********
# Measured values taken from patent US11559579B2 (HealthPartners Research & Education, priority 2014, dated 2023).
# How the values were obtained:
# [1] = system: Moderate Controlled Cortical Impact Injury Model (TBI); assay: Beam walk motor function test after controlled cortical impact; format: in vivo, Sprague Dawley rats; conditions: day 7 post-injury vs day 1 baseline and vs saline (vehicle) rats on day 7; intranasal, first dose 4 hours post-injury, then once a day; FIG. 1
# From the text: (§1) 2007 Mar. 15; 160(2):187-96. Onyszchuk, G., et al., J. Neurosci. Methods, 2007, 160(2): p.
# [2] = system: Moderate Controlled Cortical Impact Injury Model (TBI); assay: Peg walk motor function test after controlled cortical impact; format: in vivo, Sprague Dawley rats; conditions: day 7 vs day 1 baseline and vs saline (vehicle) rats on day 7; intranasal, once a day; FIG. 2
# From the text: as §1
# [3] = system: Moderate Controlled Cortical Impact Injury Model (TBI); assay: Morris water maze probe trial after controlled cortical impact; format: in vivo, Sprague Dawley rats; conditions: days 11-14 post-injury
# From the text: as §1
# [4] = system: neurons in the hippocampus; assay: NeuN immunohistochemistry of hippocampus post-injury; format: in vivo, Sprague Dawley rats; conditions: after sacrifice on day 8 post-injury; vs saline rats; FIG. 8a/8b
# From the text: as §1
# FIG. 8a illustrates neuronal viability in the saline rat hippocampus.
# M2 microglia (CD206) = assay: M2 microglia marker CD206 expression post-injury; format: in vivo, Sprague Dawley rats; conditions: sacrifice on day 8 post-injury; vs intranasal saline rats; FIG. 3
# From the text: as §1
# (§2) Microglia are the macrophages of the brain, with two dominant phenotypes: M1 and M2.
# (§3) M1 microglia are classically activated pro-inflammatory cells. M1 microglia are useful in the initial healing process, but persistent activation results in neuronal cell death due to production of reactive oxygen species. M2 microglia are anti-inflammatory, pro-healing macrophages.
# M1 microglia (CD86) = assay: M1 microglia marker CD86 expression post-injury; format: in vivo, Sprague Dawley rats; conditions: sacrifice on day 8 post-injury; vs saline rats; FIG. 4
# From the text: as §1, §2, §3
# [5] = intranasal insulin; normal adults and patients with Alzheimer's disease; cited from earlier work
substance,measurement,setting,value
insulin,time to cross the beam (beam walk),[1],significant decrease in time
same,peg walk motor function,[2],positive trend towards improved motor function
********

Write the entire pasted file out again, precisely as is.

# Measured values taken from patent US11559579B2 (HealthPartners Research & Education, priority 2014, dated 2023).
# How the values were obtained:
# [1] = system: Moderate Controlled Cortical Impact Injury Model (TBI); assay: Beam walk motor function test after controlled cortical impact; format: in vivo, Sprague Dawley rats; conditions: day 7 post-injury vs day 1 baseline and vs saline (vehicle) rats on day 7; intranasal, first dose 4 hours post-injury, then once a day; FIG. 1
# From the text: (§1) 2007 Mar. 15; 160(2):187-96. Onyszchuk, G., et al., J. Neurosci. Methods, 2007, 160(2): p.
# [2] = system: Moderate Controlled Cortical Impact Injury Model (TBI); assay: Peg walk motor function test after controlled cortical impact; format: in vivo, Sprague Dawley rats; conditions: day 7 vs day 1 baseline and vs saline (vehicle) rats on day 7; intranasal, once a day; FIG. 2
# From the text: as §1
# [3] = system: Moderate Controlled Cortical Impact Injury Model (TBI); assay: Morris water maze probe trial after controlled cortical impact; format: in vivo, Sprague Dawley rats; conditions: days 11-14 post-injury
# From the text: as §1
# [4] = system: neurons in the hippocampus; assay: NeuN immunohistochemistry of hippocampus post-injury; format: in vivo, Sprague Dawley rats; conditions: after sacrifice on day 8 post-injury; vs saline rats; FIG. 8a/8b
# From the text: as §1
# FIG. 8a illustrates neuronal viability in the saline rat hippocampus.
# M2 microglia (CD206) = assay: M2 microglia marker CD206 expression post-injury; format: in vivo, Sprague Dawley rats; conditions: sacrifice on day 8 post-injury; vs intranasal saline rats; FIG. 3
# From the text: as §1
# (§2) Microglia are the macrophages of the brain, with two dominant phenotypes: M1 and M2.
# (§3) M1 microglia are classically activated pro-inflammatory cells. M1 microglia are useful in the initial healing process, but persistent activation results in neuronal cell death due to production of reactive oxygen species. M2 microglia are anti-inflammatory, pro-healing macrophages.
# M1 microglia (CD86) = assay: M1 microglia marker CD86 expression post-injury; format: in vivo, Sprague Dawley rats; conditions: sacrifice on day 8 post-injury; vs saline rats; FIG. 4
# From the text: as §1, §2, §3
# [5] = intranasal insulin; normal adults and patients with Alzheimer's disease; cited from earlier work
substance,measurement,setting,value
insulin,time to cross the beam (beam walk),[1],significant decrease in time
same,peg walk motor function,[2],positive trend towards improved motor function